Monday, 17 April 2017

Sark, Channel Islands

The island of Sark, one of the Channel Islands, covers around 5 square kilometres.  It is home to a population of around 600 people.

This small island is renowned for being car-free.  Tractors and horse-drawn vehicles are the only vehicles permitted on the island.

And yet, Sark has articulated buses - of a sort.

Sark has no airport or landing strip for aircraft.  Access to the island is by ferry.

It is a steep climb from the harbour to Sark's village, around 100 metres above sea level.  So a bus service operates - but Sark's buses are not like any I have seen anywhere else.


"Toast rack" trailers carrying around 30 passengers are hauled up and down the hill by tractors.


As this image shows, on one trailer passengers board and alight on the left, on the other, boarding and alighting is on the right.  Not that it matters, on a small island without motor traffic.


In the village, the buses set down and pick up outside the Bel Air Inn.

Buses operate in accordance with the arrival and departure of ferries.

There is no website for the bus service, although the service is referred to on the Isle of Sark Shipping Company website.

The bus service does not carry luggage.

For passengers with luggage, this is carried separately, directly between the boat and the passenger's accommodation on the island.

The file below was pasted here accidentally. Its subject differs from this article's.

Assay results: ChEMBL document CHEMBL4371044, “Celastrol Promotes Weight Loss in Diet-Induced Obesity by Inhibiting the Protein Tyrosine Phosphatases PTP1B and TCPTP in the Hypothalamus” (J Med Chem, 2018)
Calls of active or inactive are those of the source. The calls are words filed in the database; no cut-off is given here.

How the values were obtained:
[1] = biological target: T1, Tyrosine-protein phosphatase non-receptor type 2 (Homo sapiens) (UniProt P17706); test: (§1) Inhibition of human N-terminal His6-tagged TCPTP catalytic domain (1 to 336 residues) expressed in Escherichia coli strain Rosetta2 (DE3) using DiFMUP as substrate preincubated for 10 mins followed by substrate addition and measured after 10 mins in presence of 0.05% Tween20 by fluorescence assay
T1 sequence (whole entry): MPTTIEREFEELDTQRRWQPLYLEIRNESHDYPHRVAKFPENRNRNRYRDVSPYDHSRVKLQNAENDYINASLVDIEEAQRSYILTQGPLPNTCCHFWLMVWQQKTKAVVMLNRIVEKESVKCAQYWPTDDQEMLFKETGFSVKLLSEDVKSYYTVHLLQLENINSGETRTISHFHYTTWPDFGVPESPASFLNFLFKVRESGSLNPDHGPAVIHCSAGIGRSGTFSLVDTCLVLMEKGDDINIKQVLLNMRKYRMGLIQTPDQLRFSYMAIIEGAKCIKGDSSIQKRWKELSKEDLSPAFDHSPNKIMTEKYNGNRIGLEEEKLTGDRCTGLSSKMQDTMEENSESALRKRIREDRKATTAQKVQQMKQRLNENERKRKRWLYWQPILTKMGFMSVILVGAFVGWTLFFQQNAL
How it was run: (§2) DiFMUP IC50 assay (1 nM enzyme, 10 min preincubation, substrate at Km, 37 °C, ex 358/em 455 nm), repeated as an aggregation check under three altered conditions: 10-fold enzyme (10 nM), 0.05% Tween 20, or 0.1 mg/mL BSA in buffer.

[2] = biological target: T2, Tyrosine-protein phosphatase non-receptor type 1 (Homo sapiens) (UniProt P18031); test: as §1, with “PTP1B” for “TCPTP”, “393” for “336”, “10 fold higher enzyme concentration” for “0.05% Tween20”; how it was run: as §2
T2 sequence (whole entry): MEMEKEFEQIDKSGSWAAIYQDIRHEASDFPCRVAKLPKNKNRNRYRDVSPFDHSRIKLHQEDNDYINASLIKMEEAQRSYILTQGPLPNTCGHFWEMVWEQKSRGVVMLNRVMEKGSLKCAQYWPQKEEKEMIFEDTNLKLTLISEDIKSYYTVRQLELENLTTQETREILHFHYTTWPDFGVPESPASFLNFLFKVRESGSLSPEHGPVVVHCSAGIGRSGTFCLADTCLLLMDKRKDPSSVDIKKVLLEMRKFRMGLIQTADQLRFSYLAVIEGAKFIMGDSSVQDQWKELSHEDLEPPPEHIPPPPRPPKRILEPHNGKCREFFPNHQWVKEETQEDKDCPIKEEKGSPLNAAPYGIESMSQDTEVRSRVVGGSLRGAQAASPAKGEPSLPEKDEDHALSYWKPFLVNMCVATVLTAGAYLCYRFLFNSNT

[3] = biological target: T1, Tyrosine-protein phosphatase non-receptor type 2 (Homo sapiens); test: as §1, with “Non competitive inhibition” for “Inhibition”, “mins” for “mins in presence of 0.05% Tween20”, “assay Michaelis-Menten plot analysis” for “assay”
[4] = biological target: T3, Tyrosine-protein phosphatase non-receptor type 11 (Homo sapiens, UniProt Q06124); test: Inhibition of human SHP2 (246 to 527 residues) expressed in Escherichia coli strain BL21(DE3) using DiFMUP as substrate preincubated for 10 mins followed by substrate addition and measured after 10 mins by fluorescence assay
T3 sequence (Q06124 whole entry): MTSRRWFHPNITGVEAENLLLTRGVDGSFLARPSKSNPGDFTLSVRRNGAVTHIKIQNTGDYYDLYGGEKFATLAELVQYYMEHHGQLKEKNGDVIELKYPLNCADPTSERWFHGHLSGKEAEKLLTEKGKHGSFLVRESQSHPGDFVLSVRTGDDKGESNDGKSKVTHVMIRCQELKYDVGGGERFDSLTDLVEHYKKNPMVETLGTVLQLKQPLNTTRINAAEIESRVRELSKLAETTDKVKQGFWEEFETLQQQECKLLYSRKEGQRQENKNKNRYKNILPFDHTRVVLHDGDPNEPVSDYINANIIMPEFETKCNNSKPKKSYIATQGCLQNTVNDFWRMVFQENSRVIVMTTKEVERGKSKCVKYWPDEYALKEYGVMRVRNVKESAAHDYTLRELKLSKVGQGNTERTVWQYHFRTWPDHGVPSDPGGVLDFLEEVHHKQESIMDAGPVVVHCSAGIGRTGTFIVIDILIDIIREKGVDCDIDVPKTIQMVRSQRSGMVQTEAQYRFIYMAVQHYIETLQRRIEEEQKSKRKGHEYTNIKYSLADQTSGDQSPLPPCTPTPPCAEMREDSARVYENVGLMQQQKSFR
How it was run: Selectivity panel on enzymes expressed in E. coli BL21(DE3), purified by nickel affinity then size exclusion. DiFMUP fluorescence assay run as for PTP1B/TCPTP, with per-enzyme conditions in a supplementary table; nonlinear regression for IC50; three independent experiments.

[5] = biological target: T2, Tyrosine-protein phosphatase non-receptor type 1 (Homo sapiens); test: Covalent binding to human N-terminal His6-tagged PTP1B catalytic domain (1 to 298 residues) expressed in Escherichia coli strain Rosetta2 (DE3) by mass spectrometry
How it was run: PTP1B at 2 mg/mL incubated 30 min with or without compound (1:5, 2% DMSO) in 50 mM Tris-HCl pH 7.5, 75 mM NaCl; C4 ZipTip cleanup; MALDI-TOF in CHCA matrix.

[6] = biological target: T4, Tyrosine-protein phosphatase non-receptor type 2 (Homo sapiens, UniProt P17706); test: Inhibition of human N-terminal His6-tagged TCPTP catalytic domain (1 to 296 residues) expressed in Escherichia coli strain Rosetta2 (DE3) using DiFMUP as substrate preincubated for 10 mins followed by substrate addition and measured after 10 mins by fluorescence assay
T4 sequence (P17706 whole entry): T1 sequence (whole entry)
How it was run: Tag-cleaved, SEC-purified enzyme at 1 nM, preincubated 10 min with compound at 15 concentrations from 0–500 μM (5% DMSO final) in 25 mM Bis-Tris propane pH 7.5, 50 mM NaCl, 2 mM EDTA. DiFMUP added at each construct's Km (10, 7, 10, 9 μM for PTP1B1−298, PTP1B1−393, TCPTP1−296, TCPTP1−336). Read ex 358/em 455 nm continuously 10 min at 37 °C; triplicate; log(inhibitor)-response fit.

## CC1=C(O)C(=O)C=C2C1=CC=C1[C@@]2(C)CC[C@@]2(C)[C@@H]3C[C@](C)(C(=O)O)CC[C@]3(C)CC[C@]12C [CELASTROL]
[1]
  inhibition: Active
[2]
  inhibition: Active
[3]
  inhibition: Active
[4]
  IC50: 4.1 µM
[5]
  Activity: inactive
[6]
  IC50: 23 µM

Once again, tractors and trailers are used.

The main ferry service to and from Sark operates to and from Guernsey.

This is operated by the Isle of Sark Shipping Company.


During the summer months, the ferry operates several crossings per day.  This drops back during the winter months to a minimum of one crossing per day, although there are no crossings on Sundays between Christmas and late February.

At Sark's harbour, passengers disembark and embark using steps... many steps depends on the tide.

Because of this, the ferry is not wheelchair-accessible.

This in turn means there is little need for the buses to provide step-free access.


From April to October, Manche-îles Express operates a direct ferry from Jersey, departing Jersey in the morning and returning from Sark in the afternoon, on certain days only.

Unsurprisingly, there are no tourist buses as such on the island of Sark.  Sightseeing tours are available, however, on horse-drawn trailers.

More information about visiting Sark is on the Sark Tourism website.

Images in this post were taken on a visit to Sark in June 2014.